The yellow fever victims that are said to haunt the Andrew Jackson Hotel French Quarter in New Orleans; the vampires that slept, by day, in caskets on the third floor of the Old Ursuline Convent (now a museum), before their nightly predations upon the residents of the French Quarter of New Orleans; the belief that if a Voodoo offering is made at her tomb in St Louis Cemetery No 1, New Orleans, the spirit of Marie Laveau will grant a wish; the many ghosts that haunt the road leading to the Laurel Valley Village Plantation, Thibodaux; the spirit of Emile Commander haunting his Commander's Palace restaurant, serving Creole dishes since 1880 (remember to walk around the very haunted Lafayette Cemetery No 1 across the road); ghosts of Spanish soldiers that are said to haunt Le Richelieu in the French Quarter, a hotel built on the site of their execution, in New Orleans; the ghost of a sergeant seen in Fort Pike, New Orleans; the woman in white who haunts the Ardoyne Plantation, Schriever; the table set for the ghost of Pierre Antoine Lepardi Jourdan, a former owner of the property, in Muriel's Jackson Square Restaurant, New Orleans; phantom gunshots heard near Arcadia, where Bonnie and Clyde were shot dead; rougarous / lougarous (the local werewolves or loups-garous); spectral nuns and children, as well as a Confederate soldier and a solo dancer, among the hauntings of the Bourbon Orleans Hotel in New Orleans; the numerous hauntings of The Cabildo, where the Louisiana Purchase was signed, in New Orleans; the phantom little girl in a blue dress that haunts the mansion of the Houmas House Plantation, Donaldsonville; the ghost of the buccaneer Renato Beluche in Madame John's Legacy (now a museum that featured in the movie Interview with the Vampire), New Orleans; and how Marie Laveau performed her St John's Eve Voodoo rituals at Lake Pontchartrain, are other legendary tales of ghosts and haunted places in Louisiana.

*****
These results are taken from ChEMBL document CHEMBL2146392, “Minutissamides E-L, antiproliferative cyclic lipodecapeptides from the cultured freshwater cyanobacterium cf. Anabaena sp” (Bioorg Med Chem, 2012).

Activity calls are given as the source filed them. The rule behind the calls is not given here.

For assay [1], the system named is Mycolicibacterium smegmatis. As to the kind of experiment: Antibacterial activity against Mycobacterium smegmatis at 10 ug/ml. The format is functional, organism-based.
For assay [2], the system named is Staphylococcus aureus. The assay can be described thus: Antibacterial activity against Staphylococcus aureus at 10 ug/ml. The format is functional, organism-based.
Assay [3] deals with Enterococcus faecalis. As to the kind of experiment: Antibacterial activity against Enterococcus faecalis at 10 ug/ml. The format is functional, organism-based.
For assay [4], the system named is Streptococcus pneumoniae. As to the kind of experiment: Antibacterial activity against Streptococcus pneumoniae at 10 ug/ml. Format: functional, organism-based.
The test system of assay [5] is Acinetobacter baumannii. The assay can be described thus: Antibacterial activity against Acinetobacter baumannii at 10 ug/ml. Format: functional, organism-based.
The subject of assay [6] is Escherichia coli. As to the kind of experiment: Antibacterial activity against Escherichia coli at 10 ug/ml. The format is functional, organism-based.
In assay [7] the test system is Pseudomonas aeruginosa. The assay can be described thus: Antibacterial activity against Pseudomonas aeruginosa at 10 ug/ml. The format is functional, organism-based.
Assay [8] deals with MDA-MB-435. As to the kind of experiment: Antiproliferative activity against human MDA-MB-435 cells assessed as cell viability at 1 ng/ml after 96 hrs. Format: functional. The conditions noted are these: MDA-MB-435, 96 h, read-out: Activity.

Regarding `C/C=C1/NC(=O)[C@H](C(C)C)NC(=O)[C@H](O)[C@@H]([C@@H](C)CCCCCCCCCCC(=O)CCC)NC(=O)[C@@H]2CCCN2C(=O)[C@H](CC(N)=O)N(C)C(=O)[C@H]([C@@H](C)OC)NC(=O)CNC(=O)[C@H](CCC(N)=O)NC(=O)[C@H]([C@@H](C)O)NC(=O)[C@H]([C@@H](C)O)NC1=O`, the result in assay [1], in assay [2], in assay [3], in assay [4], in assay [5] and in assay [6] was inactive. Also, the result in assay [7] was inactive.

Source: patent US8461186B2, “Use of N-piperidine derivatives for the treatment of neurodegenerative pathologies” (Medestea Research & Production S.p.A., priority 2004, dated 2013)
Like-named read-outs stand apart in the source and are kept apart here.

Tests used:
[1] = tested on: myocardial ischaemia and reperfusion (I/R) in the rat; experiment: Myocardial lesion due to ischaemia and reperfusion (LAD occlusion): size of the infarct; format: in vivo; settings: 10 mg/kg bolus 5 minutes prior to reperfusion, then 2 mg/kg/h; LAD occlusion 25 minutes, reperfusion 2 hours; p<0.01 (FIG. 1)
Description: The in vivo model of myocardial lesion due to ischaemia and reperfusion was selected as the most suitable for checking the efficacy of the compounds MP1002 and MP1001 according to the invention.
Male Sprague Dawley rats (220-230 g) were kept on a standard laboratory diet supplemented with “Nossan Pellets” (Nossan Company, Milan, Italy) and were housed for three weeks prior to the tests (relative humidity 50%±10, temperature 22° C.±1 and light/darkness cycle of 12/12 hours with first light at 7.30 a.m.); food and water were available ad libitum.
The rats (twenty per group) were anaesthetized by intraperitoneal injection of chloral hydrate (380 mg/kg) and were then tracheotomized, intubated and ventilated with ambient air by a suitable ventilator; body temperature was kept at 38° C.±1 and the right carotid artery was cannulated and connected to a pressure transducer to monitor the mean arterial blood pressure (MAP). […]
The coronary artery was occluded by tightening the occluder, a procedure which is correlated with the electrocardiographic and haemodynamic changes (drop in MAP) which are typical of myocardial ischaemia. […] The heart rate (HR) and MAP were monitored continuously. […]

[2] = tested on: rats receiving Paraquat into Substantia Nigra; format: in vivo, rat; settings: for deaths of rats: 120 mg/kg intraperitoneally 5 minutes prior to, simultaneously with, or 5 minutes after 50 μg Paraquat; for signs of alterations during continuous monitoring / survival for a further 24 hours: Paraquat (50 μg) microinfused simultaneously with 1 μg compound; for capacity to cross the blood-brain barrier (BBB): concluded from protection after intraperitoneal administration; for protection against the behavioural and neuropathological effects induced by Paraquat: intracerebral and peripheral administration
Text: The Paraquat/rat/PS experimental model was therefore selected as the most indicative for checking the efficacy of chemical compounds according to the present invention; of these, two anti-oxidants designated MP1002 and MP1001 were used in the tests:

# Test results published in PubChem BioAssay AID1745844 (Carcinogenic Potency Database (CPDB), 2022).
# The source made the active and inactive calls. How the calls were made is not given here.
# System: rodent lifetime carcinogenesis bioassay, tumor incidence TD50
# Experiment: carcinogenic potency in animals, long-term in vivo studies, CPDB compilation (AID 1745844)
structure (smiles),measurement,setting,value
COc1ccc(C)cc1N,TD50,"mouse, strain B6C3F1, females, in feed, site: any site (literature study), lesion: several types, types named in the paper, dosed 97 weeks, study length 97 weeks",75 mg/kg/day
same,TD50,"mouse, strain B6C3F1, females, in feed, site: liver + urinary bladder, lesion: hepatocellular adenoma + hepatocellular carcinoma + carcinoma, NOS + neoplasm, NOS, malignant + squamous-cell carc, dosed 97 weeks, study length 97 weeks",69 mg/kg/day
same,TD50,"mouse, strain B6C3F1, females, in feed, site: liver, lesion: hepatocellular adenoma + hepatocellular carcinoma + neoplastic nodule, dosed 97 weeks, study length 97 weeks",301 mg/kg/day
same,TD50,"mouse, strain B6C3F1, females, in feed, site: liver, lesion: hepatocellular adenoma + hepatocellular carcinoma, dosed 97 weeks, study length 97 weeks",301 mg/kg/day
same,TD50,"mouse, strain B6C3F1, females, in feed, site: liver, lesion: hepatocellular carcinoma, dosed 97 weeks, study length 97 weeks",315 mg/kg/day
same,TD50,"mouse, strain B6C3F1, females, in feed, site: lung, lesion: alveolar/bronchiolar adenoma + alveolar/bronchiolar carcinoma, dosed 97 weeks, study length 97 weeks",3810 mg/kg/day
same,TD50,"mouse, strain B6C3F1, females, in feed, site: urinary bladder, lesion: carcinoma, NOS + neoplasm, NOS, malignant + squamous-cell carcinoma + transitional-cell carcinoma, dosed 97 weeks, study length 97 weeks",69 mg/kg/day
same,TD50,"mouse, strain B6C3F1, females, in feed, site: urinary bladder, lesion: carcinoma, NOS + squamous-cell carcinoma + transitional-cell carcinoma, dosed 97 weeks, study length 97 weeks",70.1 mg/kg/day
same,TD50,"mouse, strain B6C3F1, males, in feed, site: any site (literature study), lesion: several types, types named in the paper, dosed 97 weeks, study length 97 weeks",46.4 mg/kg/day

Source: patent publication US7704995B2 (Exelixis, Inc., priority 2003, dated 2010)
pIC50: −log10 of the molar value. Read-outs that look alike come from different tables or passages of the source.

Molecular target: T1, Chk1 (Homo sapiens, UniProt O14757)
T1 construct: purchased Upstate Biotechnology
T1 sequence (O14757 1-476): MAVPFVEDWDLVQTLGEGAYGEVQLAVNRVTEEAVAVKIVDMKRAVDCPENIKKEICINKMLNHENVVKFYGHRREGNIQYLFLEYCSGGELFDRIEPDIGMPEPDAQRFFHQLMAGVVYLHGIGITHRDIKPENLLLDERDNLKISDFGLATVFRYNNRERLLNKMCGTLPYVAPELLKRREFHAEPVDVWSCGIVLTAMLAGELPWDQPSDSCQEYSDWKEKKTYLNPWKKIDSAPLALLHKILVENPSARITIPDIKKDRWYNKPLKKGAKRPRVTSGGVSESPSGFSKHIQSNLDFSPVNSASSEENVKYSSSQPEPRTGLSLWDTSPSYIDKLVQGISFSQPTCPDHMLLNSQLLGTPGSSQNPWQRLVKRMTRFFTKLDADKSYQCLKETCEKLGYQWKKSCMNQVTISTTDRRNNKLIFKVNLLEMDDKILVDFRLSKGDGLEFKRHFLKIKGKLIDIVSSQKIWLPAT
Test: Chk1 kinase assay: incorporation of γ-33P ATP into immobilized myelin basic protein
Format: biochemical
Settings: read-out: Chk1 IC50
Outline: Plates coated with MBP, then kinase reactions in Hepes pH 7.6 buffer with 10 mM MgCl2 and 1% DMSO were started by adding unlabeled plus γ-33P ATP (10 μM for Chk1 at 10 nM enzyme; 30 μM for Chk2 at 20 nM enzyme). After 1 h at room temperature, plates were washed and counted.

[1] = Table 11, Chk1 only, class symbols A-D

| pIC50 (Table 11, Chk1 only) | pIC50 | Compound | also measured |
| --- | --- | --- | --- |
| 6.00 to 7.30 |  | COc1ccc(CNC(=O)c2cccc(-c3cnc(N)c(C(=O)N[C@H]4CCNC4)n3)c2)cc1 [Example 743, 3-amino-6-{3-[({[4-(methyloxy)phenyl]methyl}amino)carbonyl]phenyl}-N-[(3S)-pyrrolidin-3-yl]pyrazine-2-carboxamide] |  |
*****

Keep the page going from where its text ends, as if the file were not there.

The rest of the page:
Hauntings at the gothic, castellated, Old State Capitol in Baton Rouge; phantoms of an angry slave and a weeping woman at the Myrtles Plantation in St Francisville; the ghosts of Antoine Alciatore and others haunting the historic Antoine's Restaurant, which has served Creole cuisine in New Orleans since 1840; the paradise of the Native American Chatas people that existed (perhaps it still does) beneath the waters of Bayou Lacombe; paranormal phenomena at the Quality Inn & Suites Maison St Charles in New Orleans; the phantom black dog of St Roch Cemetery, New Orleans; the ghost of a Confederate soldier in the former slaves' quarters, as well as other supernatural phenomena, in the Hotel St Pierre French Quarter in New Orleans; the phantom Civil War coachman who still haunts the drive of the Nottoway Plantation, White Castle, where he was killed while helping passengers to safety during an engagement between the opposing forces; innumerable hauntings of the historic and iconic Lafayette Cemetery No 1 (dine at the haunted Commander's Palace restaurant across the road); the spirit of the Voodoo priestess Julie Brown, who predicted that the town of Frenier would die with her, still haunting Manchac Swamp, along with ghostly victims of the 1915 hurricane, close to the town that was destroyed on the day of her funeral; the vampire in 19th century attire that stalks the French Quarter of New Orleans in search of female victims; the ghosts of former owners haunting the Destrehan Plantation, Destrehan, where construction of the mansion began in the eighteenth century; the house on Ursulines Avenue, New Orleans, where a butcher made sausages from human meat; a mischievious young man who appears at the windows on any floor, a lost teenager and a middle-aged couple, among the ghosts of the historic Le Pavillon Hotel in New Orleans; phantom celebrations said to take place in the New Orleans Courtyard Hotel; and psychic readings and the ghost of an octoroon lady in the Bottom of the Cup Tea Room, New Orleans, are more weird folklore associated with Louisiana.